The first tsunami waves arrived on Oahu, but there were no initial reports of damage. Now reports just coming in before we published this report. The good news is that the third wave has now arrived and still the water levels have not raised to levels that were predicted or expected. Hawaii news reporters have suggested that tsunami forecasters may have over predicted the danger.
Gerard Fryer, a scientist with the Pacific Tsunami Warning Center, said waves may continue to come ashore for six or seven hours.
Tidal gauges recorded sea level changes at Makapuu, Hanalei and Haleiwa, Fryer said.
“The tsunami arrived about when we expected it should. It was a little smaller than we expected,” Fryer said.
Tsunami warning sirens sounded across Hawaii and people in inundation zones evacuated after a tsunami warning was issued for Hawaii in the wake of a 7.7-magnitude earthquake off British Columbia tonight.
State Civil Defense urged residents to move to higher ground if they are in a tsunami evacuation zone. The first waves were expected at 10:28 p.m., said the Pacific Tsunami Warning Center in Ewa Beach.
Officials warn that there could be several waves and waves could still impact the islands hours after the initial wave.
The center is predicting wave heights of 3 to 6 feet in some locations. The biggest waves are expected in Hilo, Kahului, Haleiwa and Hanalei. Kahului could get 6-foot waves or surges, officials said.
“It now looks like we’ll be up over danger levels,” said Chip McCreary, the director of the Pacific Tsunami Warning Center. Danger level is considered about 3 feet about sea level.
McCreary said the waves will be smaller than the waves that hit Hawaii from last year’s Japan earthquake.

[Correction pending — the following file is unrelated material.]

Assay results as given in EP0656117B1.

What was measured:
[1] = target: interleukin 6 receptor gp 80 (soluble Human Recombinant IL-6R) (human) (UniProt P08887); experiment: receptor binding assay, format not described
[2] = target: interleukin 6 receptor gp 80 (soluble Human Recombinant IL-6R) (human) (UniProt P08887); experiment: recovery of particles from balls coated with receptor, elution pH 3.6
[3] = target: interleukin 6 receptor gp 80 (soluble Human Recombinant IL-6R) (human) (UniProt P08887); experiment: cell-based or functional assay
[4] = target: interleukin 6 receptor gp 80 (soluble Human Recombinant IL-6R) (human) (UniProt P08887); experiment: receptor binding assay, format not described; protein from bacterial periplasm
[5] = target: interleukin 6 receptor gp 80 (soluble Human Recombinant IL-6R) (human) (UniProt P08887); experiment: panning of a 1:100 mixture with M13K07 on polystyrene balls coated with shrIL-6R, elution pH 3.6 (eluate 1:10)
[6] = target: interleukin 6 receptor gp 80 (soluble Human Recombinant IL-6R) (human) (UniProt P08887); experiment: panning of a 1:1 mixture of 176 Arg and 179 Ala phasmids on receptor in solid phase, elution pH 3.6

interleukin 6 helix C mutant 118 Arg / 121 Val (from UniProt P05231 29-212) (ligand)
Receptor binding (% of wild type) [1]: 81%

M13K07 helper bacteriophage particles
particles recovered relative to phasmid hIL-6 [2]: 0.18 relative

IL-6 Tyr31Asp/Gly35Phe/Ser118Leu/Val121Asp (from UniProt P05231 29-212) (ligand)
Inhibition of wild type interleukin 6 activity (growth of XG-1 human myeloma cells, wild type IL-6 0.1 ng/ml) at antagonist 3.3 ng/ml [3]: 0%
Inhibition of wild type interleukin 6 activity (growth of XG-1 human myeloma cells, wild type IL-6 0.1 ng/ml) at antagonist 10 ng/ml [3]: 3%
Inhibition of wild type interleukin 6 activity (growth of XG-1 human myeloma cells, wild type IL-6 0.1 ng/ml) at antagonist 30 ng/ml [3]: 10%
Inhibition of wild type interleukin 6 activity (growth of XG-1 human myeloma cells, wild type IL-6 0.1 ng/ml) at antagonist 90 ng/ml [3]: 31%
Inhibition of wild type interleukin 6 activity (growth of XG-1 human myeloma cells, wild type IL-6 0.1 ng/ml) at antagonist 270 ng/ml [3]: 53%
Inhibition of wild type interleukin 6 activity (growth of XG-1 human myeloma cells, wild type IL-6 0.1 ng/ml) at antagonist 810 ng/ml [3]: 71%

The entire north shore of all islands and windward side of Oahu could see some tsunami impact. McCreery said Kahului is their biggest worry.
“This thing is pointed right at us,” he said.
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Victor Sardina, geophysicist with the center, urged residents to listen to instructions from Hawaii Civil Defense. “We don’t want to chance it,” he said.
“Refer to the Tsunami Evacuation Maps in your phone book,” the latest state Civil Defense message said. “If you are in a tsunami evacuation zone YOU MUST EVACUATE. If you are not in a zone stay off of the road an away form the shoreline until the all clear is sounded.”
Access tsunami evacuation maps online at http://www.pdc.org/iweb/tsunami_zones.jsp
Gov. Neil Abercrombie issued a proclamation giving civil defense officials the authority to protect lives.
“I want to make sure everybody understands how serious this is. We’re getting reports of people trying drive to shore areas, endangering other people trying leave shore areas. Want make crystal clear to everybody to have all the authorities on all of the islands to take appropriate actions to control whatever needs to be done for civil defense purposes,” Abercrombie said.
Abercrombie said people should also stay off cell phones unless absolutely necessary.
John Cummings, spokesman for the city Department of Emergency Management, said residents along coastlines can also vertically evacuate if they are in a concrete- or steel-reinforced structure of six or more stories.
Cummings said residents should evacuate to the third floor or higher. He also said it’s unclear how severe the tsunami may be. “We could have a big wave or we could have six-inch wave. We just don’t know yet,” he said. “This is an unusual area for us to have a tsunami come from.”